The Climate's Beta: An Estimation of the Consumption Beta on the Climate, Estimated with the Dynamic Integrated Climate-economy Model

Karoline Sand Haarberg & Marleen Brigit Pol

Student thesis: Master thesis


This thesis aims at estimating a consumption beta on the climate by means of the Dynamic Integrated Climate-Economy (DICE) model. We prove analytically and explain intuitively that the co-movement of benefits from climate change initiatives and aggregate consumption is the Consumption CAPM-beta on the climate. Inspired by the methodology of Dietz et al. (2018), we employ the DICE model to estimate the benefits from a marginal emissions abatement project on added consumption. By introducing uncertainty to parameters in the growth of Total Factor Productivity (TFP), we are able to estimate the effect on benefits and consumption, and thereby calculate the climate’s consumption beta. We also examine the effect of different specifications of the income elasticity of damages on beta, i.e. whether damages are proportional to output or not and how this influences the values of the climate beta. We find evidence for a positive climate beta, which is larger than the one obtained by Dietz et al. (2018) and currently applied in the DICE model by Nordhaus and Sztorc (2013); Nordhaus (2017b). Our findings suggest that when the main source of uncertainty is in the growth rate of TFP, the climate beta is positive for the whole time period of approximately 500 years in all cases but one. This result holds regardless of whether we model uncertainty through the initial growth rate of TFP, or by imposing transitory shocks to the growth rate. When damages are additive and uncertainty comes through the initial growth rate of TFP, we find that the beta becomes negative around year 2320. We depart from the methodology of Dietz et al. (2018) by allowing the savings rate to be endogenous and by employing a different definition of a marginal abatement project. Furthermore, we use the latest version of Nordhaus’ DICE model, which extends over a longer time period and incorporates the latest calibrations of the model’s parameters to empirical data. Lastly, we use one of the most recent estimates of long-run economic growth forecasts as the basis for modelling parametric uncertainty. Our findings show that there should be a positive risk-premium placed on top of the risk-free discount rate, to calculate the Net Present Value (NPV) of climate change investments. However, this result does not necessarily mean that the NPV of abatement projects will decrease in cost-benefit analysis (CBA). As shown by Dietz et al. (2018), expected benefits may also increase in the climate beta. The overall NPV of the climate mitigation projects is thus increasing in beta whenever the expected value effect is larger than the discounting effect. We contribute to the debate around the evaluation of uncertain climate mitigation projects through our novel way of estimating the climate beta. This gives valuable insights to policymakers around the world, possibly suggesting that climate change mitigation should be valued higher than the current norm implies. If the estimation of the climate beta obtained by us is correct and the present value of climate mitigation projects increase in the climate’s beta, then mitigation projects may be heavily undervalued and the social cost of carbon is thus higher than assumed today. The realization of this to policy makers may have large consequences for the choices of climate policies and mitigation projects that are undertaken.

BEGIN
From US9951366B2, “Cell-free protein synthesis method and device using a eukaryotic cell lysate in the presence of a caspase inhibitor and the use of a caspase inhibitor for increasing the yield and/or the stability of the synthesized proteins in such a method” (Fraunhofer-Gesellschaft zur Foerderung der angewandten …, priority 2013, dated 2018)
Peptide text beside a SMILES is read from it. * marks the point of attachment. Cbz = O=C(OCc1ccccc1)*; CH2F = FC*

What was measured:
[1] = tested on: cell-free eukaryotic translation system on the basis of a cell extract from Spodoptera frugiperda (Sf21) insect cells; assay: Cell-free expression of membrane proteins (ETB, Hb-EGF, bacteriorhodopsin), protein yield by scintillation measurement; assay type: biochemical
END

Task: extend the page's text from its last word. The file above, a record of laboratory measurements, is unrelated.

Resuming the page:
EducationsMSc in Advanced Economics and Finance, (Graduate Programme) Final Thesis
Publication date2019
Number of pages120
SupervisorsKarl Harmenberg